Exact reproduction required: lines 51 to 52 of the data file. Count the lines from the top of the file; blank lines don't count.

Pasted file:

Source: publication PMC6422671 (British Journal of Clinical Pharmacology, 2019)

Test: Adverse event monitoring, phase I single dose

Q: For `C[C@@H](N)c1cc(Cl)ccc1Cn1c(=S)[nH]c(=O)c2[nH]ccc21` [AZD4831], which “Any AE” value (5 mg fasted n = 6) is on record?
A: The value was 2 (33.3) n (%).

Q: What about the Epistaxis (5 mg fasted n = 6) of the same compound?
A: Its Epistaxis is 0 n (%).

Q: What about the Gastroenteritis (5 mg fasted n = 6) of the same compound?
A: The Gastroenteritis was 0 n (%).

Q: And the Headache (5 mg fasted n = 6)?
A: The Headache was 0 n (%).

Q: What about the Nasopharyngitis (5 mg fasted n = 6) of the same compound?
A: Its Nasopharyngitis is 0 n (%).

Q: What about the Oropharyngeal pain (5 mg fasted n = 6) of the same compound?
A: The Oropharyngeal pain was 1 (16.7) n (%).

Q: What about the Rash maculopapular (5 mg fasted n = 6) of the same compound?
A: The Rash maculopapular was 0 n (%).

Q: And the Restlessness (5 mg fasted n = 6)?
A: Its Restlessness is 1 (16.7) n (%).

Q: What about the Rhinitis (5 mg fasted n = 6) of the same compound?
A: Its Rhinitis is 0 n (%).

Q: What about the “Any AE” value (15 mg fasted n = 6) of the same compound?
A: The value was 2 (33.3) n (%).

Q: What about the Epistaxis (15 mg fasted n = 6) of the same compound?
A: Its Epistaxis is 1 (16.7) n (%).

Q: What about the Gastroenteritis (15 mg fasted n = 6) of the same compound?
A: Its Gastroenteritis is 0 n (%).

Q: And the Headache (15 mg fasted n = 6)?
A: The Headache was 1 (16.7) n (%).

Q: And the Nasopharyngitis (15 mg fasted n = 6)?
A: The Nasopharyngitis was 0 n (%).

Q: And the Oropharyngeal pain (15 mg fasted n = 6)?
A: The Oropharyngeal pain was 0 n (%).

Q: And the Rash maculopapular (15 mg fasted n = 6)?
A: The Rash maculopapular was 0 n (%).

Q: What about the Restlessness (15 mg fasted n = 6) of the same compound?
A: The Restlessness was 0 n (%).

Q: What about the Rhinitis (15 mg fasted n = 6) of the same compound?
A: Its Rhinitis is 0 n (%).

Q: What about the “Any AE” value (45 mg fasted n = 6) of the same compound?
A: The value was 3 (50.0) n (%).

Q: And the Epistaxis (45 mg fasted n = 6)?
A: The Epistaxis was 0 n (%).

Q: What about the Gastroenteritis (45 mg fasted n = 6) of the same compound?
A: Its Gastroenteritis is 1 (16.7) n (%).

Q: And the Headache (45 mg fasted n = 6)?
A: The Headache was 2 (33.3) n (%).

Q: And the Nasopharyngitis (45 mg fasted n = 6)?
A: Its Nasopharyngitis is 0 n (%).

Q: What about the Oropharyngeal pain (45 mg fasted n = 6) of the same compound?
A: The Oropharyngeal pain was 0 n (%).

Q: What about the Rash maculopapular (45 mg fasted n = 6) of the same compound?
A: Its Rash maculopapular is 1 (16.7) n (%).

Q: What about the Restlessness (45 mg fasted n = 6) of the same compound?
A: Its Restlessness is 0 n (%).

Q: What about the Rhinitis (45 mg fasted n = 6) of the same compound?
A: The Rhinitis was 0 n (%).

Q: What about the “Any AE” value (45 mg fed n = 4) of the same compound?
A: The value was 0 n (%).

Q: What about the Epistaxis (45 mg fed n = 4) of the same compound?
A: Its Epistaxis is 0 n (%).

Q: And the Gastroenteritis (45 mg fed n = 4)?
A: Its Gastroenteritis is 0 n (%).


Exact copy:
Q: What about the Rash maculopapular (45 mg fasted n = 6) of the same compound?
A: Its Rash maculopapular is 1 (16.7) n (%).